A game about herding an animal; done? how should it be done?
August 3, 2010 7:05 AM   Subscribe

I have an idea for a real-life game involving herding animals. Has this been done? and how should it be done?

I had an idea for a real-life game. My question is twofold; 1. has this game been invented before? and 2. Is this something I should develop and how? Can you suggest rules or something to make this a viable idea?

The basic idea for this game is it is like soccer, except instead of playing it with a ball, you play it with an animal, like a sheep, or a bull, or something which is not friendly. You and your team try to herd the animal through the enemy goalposts, while keeping them from doing this to you. You are not allowed to touch the animal or have the animal touch you. The goalie maybe can touch the animal. If you touch the animal you get a time out. Efforts would be made to make sure the animal is not hurt or unduly stressed but the biggest problem I can see is that people would think it is cruel to the animal and thats why I am posting this anonymously because I don't want people to think I am cruel to animals.

The idea is so simple I am thinking I must have heard of this before in some herding culture or something, but I can't think of any. Also if you think it might be a fun game for a 4H group or a rodeo, can you suggest other rules we should incorporate?
posted by anonymous to Sports, Hobbies, & Recreation (20 answers total) 2 users marked this as a favorite
I don't think it works to have two people try and herd an animal in different directions. It just gets confused and runs away from both of them.
posted by smackfu at 7:08 AM on August 3, 2010 [1 favorite]

Yes could be (and in all likelihood would be) cruel. Herding is done to move animals from one location to another not bounce them around like a ball. Chasing an animal around for two halves/3 periods/4 quarters will always be stressful unless you find an animal like a dog that would enjoy the game as much as the people. Finding a dog that liked to play keep away might work.
posted by Silvertree at 7:13 AM on August 3, 2010 [1 favorite]

They do have sheep herding trials for dogs. This video gives a sense of how hard this is.

I'm not sure humans could even play this game very well. The dogs are very fast, can turn on a dime, and the sheep are instinctively afraid of them.
posted by smackfu at 7:18 AM on August 3, 2010 [1 favorite]

Competitive herding already exists in the form of sheepdog trials, but I agree with smackfu that trying to herd an animal in two different directions may be unnecessarily stressful for the sheep. Especially if you have a goalkeeper trying the catch the sheep.
posted by afx237vi at 7:19 AM on August 3, 2010

As someone who spent an hour last night trying to shoo a bat out of the house, I can attest that an animal who is being forced to go someplace that it doesn't want to go becomes a very stressed animal; I really felt sorry for the bat towards the end. Rodeos are a good comparison, and the problem people have with rodeos isn't just the physical contact between the cowboy and the animal -- the animals get scared by being chased around, they are held in small cages to encourage them to bolt when the door is opened, and they don't have a choice in participating in the "game". Silvertree's example of getting a trained dog to participate, then you've got an animal that wants to play along.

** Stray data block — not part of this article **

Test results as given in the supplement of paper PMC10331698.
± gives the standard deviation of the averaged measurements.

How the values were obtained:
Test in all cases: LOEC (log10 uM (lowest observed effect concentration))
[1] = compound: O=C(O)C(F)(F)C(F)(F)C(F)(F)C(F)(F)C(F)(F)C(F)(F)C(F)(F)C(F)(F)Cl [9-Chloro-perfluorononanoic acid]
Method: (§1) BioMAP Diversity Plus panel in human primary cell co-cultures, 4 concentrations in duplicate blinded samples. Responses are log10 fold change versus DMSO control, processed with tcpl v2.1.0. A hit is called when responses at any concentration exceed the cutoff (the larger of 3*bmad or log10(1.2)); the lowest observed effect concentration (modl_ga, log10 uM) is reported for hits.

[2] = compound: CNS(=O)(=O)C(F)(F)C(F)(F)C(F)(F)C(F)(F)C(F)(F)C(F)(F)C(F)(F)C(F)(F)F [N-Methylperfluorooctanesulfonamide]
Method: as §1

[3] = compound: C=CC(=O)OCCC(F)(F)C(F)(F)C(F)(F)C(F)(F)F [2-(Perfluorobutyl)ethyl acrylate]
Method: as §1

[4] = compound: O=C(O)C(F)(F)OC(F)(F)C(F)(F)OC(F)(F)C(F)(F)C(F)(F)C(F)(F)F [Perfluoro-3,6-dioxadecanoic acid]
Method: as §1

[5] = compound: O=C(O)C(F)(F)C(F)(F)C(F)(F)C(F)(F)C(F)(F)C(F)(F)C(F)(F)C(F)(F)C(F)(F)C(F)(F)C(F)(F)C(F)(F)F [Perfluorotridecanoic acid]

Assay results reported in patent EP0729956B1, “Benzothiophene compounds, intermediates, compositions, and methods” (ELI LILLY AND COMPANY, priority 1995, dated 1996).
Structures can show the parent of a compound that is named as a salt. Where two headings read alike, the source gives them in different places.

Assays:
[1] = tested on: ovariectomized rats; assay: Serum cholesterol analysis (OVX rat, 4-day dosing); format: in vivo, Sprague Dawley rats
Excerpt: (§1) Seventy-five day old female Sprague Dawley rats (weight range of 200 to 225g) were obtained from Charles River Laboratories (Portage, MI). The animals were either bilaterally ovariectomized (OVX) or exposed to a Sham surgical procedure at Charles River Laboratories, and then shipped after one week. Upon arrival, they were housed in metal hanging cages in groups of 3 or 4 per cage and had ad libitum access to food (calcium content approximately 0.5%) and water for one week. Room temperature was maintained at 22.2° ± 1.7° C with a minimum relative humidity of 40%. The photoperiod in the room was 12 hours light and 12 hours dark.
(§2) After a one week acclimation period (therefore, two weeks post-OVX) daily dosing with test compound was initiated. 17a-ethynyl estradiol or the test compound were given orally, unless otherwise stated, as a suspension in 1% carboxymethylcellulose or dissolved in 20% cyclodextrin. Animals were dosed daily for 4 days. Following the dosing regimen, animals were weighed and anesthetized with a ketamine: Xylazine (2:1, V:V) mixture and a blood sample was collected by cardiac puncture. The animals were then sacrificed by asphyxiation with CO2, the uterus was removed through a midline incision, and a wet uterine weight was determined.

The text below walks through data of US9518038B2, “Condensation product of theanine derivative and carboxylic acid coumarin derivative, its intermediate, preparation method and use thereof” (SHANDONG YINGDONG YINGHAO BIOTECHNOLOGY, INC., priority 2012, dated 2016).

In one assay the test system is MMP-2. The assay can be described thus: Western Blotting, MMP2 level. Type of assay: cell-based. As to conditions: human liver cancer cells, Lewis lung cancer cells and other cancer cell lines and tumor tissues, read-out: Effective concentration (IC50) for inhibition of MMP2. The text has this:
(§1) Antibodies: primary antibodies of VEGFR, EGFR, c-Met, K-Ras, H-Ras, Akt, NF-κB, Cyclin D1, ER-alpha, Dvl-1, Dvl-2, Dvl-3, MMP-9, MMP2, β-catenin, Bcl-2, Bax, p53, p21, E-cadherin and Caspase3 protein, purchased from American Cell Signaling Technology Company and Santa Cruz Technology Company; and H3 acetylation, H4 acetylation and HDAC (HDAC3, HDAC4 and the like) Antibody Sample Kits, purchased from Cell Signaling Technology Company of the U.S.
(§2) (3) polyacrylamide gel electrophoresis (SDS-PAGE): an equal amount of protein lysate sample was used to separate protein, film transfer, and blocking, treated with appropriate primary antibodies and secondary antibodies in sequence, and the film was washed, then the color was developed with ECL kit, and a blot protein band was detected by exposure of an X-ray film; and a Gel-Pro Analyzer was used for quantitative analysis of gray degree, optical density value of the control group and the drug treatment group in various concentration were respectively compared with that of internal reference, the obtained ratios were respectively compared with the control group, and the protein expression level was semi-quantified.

posted by AzraelBrown at 7:22 AM on August 3, 2010

As several people have noted, the game as you describe it would just drive the animal crazy. However, it is probably possible (but not easy) to design some kind of robot which could be sent in any direction by use of a remote control device much like a TV remote control, which only operates on line of sight, so you have to get in position to use it, and hit a fairly small target on the robot that senses the incoming messages. Then you might be able to make this into a game. It makes at least as much sense as the robot demolition derbys in which two robots try to destroy each other.
posted by grizzled at 7:38 AM on August 3, 2010 [1 favorite]

Being herded is inherently stressful. Herding is simply modified hunting behavior. A herding does its work by intimidating the sheep in various ways depending on the breed of dog--pushing on the herd animal's "space bubble," giving it eye, nipping at its heels, barking, etc. I do think this would be cruel in that you'd be stressing the herd animals for no purpose other than your own entertainment. At herding trials, at least, the goal is to identify good herding dogs with the goal of improving the breed so that they can continue to do useful agricultural work.
posted by HotToddy at 8:06 AM on August 3, 2010

Just from a perception standpoint, I would have trouble with the concept no matter how many measures you told me were being taken to ensure that the animals were not stressed/hurt/upset. In my mind, for the game to be effective there would be some stress and discomfort for any animals involved.